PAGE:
This paper proposes a model designed to encourage and facilitate the formation of mentoring relationships between professors and students in graduate psychology training programs. Previous research indicates approximately one in two graduate students had a mentor, those that did not were unaware of the potential benefits. Professors frequently reported insufficient motivation to mentor. Recently the call was made to provide mentoring to all psychology graduate students because mentoring is associated with personal and professional development. Aspects of mentoring relationships, including stages, benefits, selection criteria and strategies, and functions provided by mentors, have received attention. However, the formation of mentoring relationships received little direct investigation. Perspectives on motivation to initiate mentoring relationships have been offered but the practical process has been overlooked. The model has three major elements. First, graduate psychology training programs must embrace and support mentoring. Educating professors and students concerning the various aspects of mentoring, positive and negative, represents the second major element. Third, it is recommended that programs provide a structured selection process, as demonstrated in Research Vertical Teams (RVTs) system. The model provides professors and students with an opportunity to form mentoring relationships with greater awareness and preparation, enhancing the probability of effective and successful mentoring relationships. Recommendations for evaluating the efficacy of the model are included.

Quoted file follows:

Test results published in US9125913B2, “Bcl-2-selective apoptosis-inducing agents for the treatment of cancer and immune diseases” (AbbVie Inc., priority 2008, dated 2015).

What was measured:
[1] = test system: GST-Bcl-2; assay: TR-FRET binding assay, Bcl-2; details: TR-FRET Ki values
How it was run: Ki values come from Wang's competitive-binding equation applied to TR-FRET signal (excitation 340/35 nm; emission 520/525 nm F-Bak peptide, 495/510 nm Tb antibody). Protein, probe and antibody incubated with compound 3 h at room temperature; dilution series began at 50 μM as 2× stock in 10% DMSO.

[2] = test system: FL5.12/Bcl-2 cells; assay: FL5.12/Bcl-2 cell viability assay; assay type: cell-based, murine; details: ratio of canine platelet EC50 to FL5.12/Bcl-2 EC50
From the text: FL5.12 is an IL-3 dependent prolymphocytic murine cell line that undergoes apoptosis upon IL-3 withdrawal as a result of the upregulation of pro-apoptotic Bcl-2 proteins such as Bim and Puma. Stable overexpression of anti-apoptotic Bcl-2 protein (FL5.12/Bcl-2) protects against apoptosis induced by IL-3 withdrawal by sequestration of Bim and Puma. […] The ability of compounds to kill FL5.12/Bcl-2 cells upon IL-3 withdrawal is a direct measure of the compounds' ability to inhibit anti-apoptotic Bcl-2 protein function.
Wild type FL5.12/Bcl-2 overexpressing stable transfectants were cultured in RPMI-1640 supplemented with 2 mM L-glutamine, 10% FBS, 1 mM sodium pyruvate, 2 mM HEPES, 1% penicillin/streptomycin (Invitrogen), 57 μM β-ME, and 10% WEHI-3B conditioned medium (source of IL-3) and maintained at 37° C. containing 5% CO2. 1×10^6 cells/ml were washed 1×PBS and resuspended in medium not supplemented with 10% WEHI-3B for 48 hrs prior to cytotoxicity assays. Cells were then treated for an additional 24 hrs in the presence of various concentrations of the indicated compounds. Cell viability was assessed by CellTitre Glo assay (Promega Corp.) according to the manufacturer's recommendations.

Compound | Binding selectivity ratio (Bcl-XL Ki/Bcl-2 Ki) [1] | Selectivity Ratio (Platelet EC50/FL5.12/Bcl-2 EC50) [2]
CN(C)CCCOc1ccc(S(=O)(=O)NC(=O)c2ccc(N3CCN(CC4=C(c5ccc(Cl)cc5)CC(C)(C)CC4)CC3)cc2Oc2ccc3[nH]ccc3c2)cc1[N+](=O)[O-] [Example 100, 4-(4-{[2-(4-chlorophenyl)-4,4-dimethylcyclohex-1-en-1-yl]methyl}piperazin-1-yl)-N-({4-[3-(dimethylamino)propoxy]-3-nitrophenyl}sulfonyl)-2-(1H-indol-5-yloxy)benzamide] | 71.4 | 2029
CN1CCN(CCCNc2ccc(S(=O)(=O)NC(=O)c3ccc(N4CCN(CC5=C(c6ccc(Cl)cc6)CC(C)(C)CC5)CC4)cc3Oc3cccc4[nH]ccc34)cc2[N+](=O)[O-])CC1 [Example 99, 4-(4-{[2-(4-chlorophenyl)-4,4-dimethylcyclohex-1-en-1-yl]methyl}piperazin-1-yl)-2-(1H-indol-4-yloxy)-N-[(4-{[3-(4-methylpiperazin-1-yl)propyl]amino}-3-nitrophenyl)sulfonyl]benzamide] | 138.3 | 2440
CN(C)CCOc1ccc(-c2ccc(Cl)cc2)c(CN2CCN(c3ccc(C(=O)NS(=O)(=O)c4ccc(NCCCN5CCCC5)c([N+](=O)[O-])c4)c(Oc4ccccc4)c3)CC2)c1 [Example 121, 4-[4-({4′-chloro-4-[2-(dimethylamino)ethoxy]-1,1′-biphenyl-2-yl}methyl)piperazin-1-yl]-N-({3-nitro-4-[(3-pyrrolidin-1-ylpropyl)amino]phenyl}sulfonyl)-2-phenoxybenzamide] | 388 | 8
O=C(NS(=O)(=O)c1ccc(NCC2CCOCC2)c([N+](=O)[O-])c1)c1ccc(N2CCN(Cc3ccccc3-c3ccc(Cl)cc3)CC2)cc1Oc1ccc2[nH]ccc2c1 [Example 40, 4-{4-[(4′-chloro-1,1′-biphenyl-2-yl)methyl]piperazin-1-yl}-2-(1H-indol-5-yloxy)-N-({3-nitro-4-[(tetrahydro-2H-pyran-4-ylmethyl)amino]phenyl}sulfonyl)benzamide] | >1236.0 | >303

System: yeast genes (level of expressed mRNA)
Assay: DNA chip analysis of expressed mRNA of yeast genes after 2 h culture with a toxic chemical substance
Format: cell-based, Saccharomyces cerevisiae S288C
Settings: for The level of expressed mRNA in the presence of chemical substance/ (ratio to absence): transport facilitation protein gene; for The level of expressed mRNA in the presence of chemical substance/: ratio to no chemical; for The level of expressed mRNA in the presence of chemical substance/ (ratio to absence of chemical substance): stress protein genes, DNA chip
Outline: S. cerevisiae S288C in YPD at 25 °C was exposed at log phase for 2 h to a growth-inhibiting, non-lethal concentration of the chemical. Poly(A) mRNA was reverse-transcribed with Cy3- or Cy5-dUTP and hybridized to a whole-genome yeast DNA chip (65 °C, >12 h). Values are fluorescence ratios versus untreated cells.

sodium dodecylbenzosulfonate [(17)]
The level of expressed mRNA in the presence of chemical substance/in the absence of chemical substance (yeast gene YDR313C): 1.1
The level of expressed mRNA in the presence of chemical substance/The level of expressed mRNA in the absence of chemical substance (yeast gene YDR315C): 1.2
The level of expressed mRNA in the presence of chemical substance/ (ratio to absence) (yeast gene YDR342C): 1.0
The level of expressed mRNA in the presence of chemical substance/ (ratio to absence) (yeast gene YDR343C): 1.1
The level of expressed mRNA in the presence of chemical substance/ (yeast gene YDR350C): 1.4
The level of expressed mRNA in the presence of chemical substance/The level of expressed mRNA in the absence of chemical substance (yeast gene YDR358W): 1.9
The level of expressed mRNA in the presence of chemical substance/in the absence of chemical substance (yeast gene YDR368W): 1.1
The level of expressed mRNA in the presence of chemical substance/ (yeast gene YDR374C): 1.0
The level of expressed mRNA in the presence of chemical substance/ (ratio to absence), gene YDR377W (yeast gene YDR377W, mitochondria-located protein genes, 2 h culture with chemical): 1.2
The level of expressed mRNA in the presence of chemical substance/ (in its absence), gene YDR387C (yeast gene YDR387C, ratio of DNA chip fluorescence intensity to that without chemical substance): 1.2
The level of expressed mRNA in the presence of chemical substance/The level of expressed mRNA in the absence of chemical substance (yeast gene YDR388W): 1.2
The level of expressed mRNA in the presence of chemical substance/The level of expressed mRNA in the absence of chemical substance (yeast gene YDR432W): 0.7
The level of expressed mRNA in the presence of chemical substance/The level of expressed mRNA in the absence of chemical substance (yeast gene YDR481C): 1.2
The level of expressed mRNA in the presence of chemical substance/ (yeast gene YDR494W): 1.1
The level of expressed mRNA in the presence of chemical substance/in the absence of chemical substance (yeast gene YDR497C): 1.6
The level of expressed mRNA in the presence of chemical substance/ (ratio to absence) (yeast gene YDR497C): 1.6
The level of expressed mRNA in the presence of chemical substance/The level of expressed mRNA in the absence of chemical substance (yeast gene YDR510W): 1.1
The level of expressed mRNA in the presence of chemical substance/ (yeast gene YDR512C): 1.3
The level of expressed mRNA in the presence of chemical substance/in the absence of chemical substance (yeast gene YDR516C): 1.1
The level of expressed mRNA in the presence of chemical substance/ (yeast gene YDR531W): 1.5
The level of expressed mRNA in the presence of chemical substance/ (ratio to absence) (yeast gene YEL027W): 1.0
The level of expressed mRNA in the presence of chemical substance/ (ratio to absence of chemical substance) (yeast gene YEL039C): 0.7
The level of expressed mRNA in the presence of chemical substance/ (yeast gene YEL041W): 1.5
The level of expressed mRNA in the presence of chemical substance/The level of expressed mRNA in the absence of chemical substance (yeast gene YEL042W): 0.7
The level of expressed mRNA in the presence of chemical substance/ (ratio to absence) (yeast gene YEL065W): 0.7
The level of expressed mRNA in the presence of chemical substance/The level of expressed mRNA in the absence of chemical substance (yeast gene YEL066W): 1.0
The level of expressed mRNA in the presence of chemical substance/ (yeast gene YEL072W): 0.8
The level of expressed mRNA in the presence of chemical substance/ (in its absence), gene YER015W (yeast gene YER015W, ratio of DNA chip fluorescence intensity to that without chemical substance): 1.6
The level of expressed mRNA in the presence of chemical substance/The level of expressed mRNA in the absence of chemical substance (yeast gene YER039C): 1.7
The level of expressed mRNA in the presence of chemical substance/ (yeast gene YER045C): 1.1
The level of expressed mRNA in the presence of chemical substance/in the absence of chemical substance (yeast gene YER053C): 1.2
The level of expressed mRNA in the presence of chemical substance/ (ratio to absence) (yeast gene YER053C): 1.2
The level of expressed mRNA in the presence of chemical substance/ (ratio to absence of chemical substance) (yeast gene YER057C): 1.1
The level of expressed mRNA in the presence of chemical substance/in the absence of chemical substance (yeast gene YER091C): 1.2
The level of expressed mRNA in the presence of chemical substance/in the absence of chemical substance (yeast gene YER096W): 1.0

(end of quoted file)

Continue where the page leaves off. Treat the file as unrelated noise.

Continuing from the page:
Bigelow, John R. Jr., "Mentor-Protege Relationship Formation in Graduate Psychology Programs: A Comprehensive Literature Review and Proposal" (1998). Faculty Publications - Grad School of Clinical Psychology. 69.